Categorising foods in terms of nutrient content



Publication Details

Probst, Y., Tapsell, L., Thorne, R. & O'Shea, J. (2013). Categorising foods in terms of nutrient content. In L. Tapsell (Eds.), Food, Nutrition and Health (pp. 118-139). South Melbourne, Victoria: Oxford University Press.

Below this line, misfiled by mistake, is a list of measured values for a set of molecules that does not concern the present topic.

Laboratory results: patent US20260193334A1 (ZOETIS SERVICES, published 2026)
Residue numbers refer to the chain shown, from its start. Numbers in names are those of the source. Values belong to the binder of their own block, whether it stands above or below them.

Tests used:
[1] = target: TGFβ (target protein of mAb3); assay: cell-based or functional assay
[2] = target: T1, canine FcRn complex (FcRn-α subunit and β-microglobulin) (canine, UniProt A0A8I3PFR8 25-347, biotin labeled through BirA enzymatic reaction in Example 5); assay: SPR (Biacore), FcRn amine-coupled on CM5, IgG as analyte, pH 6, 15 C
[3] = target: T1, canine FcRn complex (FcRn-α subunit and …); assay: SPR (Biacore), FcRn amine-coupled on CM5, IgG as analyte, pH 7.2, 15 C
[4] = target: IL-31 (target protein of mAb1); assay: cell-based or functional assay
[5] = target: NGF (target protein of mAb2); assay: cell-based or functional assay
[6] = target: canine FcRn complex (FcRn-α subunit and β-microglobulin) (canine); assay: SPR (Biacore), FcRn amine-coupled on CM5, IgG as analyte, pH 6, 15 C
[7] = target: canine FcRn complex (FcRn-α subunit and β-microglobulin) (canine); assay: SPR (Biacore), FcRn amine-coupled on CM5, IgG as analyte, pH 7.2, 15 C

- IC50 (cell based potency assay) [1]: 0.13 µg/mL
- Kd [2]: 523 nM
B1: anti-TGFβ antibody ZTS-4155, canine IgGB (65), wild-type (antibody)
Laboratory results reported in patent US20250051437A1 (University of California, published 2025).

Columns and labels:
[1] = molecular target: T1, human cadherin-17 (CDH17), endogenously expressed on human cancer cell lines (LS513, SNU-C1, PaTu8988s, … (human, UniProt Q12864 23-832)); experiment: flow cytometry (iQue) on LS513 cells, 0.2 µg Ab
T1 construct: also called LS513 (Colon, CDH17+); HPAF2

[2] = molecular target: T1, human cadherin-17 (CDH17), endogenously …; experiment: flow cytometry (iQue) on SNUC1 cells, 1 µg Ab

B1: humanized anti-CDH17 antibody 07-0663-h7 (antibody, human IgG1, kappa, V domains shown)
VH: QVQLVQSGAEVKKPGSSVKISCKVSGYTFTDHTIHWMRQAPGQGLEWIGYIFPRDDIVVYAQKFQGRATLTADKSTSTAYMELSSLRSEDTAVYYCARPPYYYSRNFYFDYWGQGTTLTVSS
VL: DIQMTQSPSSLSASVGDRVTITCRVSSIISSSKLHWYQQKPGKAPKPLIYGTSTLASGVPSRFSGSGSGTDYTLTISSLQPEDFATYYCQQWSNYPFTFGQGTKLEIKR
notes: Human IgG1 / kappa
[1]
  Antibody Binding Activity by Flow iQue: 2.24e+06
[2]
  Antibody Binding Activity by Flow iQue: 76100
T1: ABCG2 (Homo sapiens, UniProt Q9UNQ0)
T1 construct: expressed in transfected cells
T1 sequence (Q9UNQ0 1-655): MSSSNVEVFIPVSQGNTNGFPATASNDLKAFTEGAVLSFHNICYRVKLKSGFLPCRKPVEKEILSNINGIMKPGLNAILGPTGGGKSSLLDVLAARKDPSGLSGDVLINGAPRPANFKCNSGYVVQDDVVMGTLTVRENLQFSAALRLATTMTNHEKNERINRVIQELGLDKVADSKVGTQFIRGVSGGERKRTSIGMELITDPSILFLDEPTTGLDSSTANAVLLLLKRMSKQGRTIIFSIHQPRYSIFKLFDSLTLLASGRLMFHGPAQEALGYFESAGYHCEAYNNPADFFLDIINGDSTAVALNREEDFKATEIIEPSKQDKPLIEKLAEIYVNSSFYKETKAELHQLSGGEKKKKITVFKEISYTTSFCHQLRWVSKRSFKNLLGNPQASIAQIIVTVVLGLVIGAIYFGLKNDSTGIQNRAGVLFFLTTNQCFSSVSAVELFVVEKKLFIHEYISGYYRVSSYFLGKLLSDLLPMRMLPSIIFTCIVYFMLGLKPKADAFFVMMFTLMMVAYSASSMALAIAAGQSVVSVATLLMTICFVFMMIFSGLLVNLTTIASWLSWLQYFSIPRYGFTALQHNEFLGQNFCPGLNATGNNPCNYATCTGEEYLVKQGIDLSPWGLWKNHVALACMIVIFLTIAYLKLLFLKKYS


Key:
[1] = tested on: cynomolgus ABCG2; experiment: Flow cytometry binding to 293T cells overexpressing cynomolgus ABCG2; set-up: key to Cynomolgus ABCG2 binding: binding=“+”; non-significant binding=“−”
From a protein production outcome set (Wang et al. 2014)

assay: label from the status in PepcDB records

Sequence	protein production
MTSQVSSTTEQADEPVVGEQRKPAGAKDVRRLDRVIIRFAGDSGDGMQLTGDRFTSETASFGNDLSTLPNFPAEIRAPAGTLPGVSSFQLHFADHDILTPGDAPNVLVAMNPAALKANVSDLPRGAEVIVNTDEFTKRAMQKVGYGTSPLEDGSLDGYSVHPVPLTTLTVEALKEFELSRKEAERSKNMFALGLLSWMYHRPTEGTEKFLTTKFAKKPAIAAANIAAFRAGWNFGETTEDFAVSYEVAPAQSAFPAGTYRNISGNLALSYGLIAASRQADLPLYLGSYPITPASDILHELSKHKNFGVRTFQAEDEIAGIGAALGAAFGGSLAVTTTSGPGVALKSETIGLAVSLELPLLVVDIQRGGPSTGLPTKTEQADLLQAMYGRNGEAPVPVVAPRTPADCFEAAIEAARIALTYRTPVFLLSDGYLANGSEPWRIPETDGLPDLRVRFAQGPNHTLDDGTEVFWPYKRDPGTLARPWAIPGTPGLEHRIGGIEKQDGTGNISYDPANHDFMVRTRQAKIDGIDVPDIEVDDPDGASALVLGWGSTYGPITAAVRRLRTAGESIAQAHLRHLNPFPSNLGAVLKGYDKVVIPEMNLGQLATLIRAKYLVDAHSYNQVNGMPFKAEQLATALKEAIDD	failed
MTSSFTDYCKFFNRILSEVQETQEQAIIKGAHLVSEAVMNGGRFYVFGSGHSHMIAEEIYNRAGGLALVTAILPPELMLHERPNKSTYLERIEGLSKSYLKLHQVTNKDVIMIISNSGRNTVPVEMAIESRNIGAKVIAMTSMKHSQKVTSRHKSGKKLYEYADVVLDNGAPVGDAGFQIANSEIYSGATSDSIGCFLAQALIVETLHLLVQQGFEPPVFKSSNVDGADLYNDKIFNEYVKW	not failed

The previous chapters began with what happens when you eat food. They considered how food is broken into component parts and what becomes of these nutrients in the processes of digestion, absorption and metabolism. This knowledge was expanded upon to consider the different types of nutrients and other compounds in foods, and the implications for overall nutrition. In the end, however, people eat foods, so the next step is to consider which foods deliver significant quantities of nutrients and how they may be grouped or classified by this value. Before considering this issue, though, it is worthwhile noting that there are ot her ways in which groups of foods may also be recognised. Considering the times at which a particular food item is eaten, meal occasions may provide a reference point for defining foods, for example cereals may be classified as breakfast foods, even though there is no set requirement that they be eaten at t his mealtime. Grouping sweet items as desserts is another example, though dessert foods no longer appear restricted to one time of the day. Similarly, social circumstance of consumption can serve to categorise foods. For example, the terms 'party food' or 'occasional food' refer to those foods consumed on special occasions or during events held less frequently throughout the year. Eating events indicate the significance of culture and society, and geography is also significant. Even with an extensive world trade in food, different foods tend to be staples in different parts of the globe, and dietary patterns are formed based on the availability of foods within regions, leading to a categorisation of foods within cuisines.

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